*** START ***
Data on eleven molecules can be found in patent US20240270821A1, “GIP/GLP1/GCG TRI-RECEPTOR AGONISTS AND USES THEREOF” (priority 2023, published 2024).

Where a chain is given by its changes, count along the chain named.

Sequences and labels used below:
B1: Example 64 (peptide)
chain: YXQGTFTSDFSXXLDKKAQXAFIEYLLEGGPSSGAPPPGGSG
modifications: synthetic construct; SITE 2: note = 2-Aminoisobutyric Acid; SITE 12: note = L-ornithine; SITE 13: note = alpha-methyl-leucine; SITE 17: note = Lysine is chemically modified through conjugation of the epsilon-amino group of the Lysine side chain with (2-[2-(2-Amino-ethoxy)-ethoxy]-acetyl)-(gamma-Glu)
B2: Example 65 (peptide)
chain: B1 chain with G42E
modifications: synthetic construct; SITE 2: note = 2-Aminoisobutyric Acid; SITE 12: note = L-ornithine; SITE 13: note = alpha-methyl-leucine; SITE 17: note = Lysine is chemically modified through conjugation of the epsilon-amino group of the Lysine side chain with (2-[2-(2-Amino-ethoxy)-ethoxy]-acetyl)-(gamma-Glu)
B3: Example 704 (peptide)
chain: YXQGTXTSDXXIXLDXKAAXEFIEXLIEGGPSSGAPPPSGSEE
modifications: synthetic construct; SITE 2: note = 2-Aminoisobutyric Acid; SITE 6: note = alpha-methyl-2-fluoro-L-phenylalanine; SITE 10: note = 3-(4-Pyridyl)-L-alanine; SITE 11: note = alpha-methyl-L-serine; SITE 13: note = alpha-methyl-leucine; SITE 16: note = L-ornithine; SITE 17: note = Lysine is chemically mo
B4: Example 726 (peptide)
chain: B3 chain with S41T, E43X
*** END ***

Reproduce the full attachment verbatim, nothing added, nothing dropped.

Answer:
Data on eleven molecules can be found in patent US20240270821A1, “GIP/GLP1/GCG TRI-RECEPTOR AGONISTS AND USES THEREOF” (priority 2023, published 2024).

Where a chain is given by its changes, count along the chain named.

Sequences and labels used below:
B1: Example 64 (peptide)
chain: YXQGTFTSDFSXXLDKKAQXAFIEYLLEGGPSSGAPPPGGSG
modifications: synthetic construct; SITE 2: note = 2-Aminoisobutyric Acid; SITE 12: note = L-ornithine; SITE 13: note = alpha-methyl-leucine; SITE 17: note = Lysine is chemically modified through conjugation of the epsilon-amino group of the Lysine side chain with (2-[2-(2-Amino-ethoxy)-ethoxy]-acetyl)-(gamma-Glu)
B2: Example 65 (peptide)
chain: B1 chain with G42E
modifications: synthetic construct; SITE 2: note = 2-Aminoisobutyric Acid; SITE 12: note = L-ornithine; SITE 13: note = alpha-methyl-leucine; SITE 17: note = Lysine is chemically modified through conjugation of the epsilon-amino group of the Lysine side chain with (2-[2-(2-Amino-ethoxy)-ethoxy]-acetyl)-(gamma-Glu)
B3: Example 704 (peptide)
chain: YXQGTXTSDXXIXLDXKAAXEFIEXLIEGGPSSGAPPPSGSEE
modifications: synthetic construct; SITE 2: note = 2-Aminoisobutyric Acid; SITE 6: note = alpha-methyl-2-fluoro-L-phenylalanine; SITE 10: note = 3-(4-Pyridyl)-L-alanine; SITE 11: note = alpha-methyl-L-serine; SITE 13: note = alpha-methyl-leucine; SITE 16: note = L-ornithine; SITE 17: note = Lysine is chemically mo
B4: Example 726 (peptide)
chain: B3 chain with S41T, E43X